To be honest, this film isn’t stellar. It’s not awe-inspiring or groundbreaking, but its a good film to watch because some themes are still important now as the film industry has changed irrevocably and yet has ultimately changed little, even nearly 100 years after Friese-Green’s death.
This film was notable at the time because it had cameo roles from several famous British actors at the time (I spotted Joyce Grenville and Sylvia Sims but I’m sure there are plenty more, including Lawrence Olivier as a policeman.) but Robert Donat (Count of Monte Cristo; Goodbye Mr Chips) was surprising as the main protagonist. His character had an irrevocable positivity against failure, but often ignored those around him in pursuit of a unattainable dream. His character role also handles inevitable costume / aging changes very well.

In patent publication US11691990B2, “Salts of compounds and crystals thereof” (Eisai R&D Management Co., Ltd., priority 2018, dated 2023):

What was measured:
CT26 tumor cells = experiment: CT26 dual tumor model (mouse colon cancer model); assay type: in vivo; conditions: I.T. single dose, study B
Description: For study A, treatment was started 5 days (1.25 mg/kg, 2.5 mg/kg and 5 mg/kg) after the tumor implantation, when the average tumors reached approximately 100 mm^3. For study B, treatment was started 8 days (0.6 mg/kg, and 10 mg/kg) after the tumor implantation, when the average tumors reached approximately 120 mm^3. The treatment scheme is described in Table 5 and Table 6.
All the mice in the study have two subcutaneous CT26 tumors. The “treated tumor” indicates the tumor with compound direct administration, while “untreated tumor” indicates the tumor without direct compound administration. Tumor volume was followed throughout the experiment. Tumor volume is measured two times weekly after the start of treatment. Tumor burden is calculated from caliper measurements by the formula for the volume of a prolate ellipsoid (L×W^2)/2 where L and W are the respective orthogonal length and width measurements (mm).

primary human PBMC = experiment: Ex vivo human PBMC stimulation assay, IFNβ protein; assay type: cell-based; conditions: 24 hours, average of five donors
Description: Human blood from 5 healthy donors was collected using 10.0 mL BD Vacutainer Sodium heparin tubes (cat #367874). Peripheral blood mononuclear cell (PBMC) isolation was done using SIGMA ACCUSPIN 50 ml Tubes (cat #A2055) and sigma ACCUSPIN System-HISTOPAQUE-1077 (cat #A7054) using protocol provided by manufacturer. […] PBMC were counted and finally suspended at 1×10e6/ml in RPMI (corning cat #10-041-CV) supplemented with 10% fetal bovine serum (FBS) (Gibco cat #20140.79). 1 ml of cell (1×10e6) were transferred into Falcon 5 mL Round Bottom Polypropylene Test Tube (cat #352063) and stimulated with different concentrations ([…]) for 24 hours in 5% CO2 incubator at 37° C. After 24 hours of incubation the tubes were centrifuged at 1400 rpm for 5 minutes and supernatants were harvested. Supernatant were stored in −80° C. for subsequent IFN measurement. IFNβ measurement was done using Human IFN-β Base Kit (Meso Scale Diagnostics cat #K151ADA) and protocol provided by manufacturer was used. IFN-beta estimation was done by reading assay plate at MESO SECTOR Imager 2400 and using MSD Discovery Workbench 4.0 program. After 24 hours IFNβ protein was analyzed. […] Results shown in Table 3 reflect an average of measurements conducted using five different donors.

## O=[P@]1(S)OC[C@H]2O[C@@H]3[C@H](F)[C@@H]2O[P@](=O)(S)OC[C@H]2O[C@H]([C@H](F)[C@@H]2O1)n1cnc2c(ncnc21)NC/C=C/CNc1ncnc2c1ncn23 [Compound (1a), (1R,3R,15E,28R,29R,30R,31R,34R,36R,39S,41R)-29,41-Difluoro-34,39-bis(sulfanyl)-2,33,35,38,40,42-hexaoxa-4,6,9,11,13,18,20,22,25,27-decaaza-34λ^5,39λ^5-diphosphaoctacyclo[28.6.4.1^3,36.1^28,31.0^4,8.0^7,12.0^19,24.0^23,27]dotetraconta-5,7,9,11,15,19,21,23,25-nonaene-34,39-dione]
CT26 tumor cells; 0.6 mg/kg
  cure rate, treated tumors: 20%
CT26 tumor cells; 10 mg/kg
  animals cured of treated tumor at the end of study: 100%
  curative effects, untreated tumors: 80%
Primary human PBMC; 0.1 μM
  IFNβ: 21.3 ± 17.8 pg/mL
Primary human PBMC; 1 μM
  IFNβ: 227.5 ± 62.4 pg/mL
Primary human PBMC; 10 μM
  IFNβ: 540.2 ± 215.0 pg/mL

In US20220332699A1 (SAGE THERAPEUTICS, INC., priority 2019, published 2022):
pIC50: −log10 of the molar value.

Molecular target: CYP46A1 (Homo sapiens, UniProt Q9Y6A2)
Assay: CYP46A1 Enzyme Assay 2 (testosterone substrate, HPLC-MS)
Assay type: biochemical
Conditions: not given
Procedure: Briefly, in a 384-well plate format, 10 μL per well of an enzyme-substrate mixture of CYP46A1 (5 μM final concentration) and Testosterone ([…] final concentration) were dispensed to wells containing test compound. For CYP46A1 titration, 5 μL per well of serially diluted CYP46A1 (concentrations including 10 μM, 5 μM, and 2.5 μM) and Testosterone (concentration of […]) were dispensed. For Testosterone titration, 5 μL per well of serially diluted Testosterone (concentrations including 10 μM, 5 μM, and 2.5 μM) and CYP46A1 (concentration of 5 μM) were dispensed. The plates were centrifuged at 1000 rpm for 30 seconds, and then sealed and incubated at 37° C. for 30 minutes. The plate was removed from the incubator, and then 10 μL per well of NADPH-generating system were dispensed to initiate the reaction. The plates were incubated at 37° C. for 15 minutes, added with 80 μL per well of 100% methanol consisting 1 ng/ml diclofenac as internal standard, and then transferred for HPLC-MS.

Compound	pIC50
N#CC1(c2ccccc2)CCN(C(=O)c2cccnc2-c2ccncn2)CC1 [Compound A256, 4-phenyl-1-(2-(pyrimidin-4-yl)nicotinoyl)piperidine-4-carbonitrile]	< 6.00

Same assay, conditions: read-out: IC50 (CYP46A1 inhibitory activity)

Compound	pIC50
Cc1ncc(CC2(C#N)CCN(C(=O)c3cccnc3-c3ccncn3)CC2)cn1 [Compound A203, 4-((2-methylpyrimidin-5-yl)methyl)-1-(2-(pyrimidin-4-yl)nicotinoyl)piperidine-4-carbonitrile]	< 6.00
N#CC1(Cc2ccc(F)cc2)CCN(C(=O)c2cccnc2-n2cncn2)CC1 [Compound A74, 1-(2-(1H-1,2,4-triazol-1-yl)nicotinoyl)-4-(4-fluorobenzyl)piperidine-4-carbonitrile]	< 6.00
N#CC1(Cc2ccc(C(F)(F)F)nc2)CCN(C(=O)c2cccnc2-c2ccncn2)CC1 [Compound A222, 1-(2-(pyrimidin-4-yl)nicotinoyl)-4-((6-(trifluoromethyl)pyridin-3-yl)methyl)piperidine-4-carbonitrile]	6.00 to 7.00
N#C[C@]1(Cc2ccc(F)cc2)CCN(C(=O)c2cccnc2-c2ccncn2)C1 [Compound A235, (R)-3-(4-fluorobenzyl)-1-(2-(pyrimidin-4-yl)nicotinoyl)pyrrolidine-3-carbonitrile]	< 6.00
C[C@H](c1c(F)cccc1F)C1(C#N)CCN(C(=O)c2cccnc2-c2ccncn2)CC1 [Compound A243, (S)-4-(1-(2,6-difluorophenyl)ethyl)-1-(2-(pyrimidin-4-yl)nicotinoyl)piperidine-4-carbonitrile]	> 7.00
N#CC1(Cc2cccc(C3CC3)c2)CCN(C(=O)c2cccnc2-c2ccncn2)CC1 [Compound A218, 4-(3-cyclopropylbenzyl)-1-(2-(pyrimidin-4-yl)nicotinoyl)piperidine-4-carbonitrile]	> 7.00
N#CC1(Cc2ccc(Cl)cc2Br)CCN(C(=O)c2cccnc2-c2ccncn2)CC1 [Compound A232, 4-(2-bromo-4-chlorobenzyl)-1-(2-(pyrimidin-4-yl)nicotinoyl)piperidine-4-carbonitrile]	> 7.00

The fact that it is a 1950s technicolour also does mean it has moments of being very sentimental and dramatic. The wife spent half the film weeping and this was usually indispersed with loud clashing waves of orchestral score. Keeping in mind, though, this story was apparently heavily fictionalized but unless you are a diehard film boffin I don’t think the sensationalism or liberties taken with the script will bother you massively.
A good film to watch, although the non-linear style seemed a bit jumbled at first. Its got me interested in finding more films starring Donat because his acting style just seems exemplary.
MY RATING: *** / *****